MARQUETTE - The local passive recreation community got a boost Monday with the Marquette City Commission paving the way for a boathouse at Founders Landing for the Upper Peninsula Community Rowing Club.
The commission voted 6-1 to direct City Attorney Ronald Keefe to prepare a license for the club to construct a boathouse, which it will fund and maintain. Details of that license agreement would have to be brought back to the commission at a later date.
Kelly Drake Woodward, UPCRC president, said the boathouse would be home to the club as well as the Northern Michigan University rowing team. The inside of the building would house club and NMU rowing shells and equipment, plus the facility would provide outside space for non-motorized public boat users and a handicap-accessible boat dock.
Woodward stressed the club wants to build a "legacy building," not a "disposable building." The boathouse would be a high-quality masonry structure built into a hill, she said.
The project isn't cheap.
"We're anticipating around $600,000," Woodward said before the commission meeting. ""We do have professional fundraisers on our club who assure us we can do this."
City staff estimated the annual maintenance cost at between $12,000 and $24,000.
Woodward told the commission the boathouse would have a "living green roof" to control water runoff and an observation deck similar to the one already at Founders Landing.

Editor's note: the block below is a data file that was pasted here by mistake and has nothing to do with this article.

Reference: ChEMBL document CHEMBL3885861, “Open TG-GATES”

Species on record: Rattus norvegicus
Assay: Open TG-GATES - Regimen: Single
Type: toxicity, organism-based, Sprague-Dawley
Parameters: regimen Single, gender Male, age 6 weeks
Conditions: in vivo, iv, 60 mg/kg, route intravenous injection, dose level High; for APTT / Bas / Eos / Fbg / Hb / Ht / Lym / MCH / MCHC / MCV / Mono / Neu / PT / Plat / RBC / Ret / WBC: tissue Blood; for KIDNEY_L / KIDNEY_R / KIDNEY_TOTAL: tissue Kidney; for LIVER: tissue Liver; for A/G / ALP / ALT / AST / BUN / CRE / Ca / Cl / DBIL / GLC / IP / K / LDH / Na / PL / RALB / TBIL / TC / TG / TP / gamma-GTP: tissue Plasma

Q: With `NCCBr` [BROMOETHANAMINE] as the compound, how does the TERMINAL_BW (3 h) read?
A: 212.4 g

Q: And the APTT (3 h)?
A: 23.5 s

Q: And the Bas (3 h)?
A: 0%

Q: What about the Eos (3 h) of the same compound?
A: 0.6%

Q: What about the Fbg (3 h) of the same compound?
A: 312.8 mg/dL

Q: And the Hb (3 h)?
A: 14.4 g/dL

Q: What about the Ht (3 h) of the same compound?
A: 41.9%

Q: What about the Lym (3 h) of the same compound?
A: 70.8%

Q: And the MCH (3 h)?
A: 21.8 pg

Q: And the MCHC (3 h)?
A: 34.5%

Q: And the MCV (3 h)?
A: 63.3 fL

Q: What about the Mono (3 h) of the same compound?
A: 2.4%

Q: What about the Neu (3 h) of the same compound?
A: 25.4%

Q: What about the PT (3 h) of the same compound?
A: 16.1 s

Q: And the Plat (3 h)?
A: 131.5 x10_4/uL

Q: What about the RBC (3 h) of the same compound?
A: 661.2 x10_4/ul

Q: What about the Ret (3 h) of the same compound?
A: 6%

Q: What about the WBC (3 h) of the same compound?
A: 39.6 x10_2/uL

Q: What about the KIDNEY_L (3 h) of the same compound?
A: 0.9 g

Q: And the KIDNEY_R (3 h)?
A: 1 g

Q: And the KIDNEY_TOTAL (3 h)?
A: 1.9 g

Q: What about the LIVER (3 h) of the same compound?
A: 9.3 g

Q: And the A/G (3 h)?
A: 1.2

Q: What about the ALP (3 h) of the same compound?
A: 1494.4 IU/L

"People can sit on top and watch waterfront activities," she said.
Regarding the limited parking in the vicinity, Woodward said, "I think that you're not going to see any change in the parking situation from what it's been for over 10 years."
Woodward noted the club knows which and how many members will be at the site at a given time, plus its programs allow for carpooling.
She also told the commission nothing will change at the beach area. Commissioner Don Ryan had expressed concern about that aspect of the project, saying it's important the beach be accessible to the public.
However, Ryan spoke in favor of the boathouse, as did Mayor Pro Tem Fred Stonehouse.
"I like the idea it's being done at no cost to the city," Stonehouse said. "I think that's critical."
Police Chief Mike Angeli noted the boathouse needs to be secured.
"Otherwise, it's going to be a mess, people coming and going," Angeli said.
Commissioner Sara Cambensy was the lone commissioner to vote against the city moving toward allowing the boathouse.
Debi Cook, a UPCRC member, said the club's capital campaign is expected to take three years.
"We'll make it work," Woodward said.
Although he acknowledged public access and security are important details, Mayor Robert Niemi said the boathouse will enhance the waterfront.
Although the boathouse will provide infrastructure the UPCRC wants, there might be other benefits as well.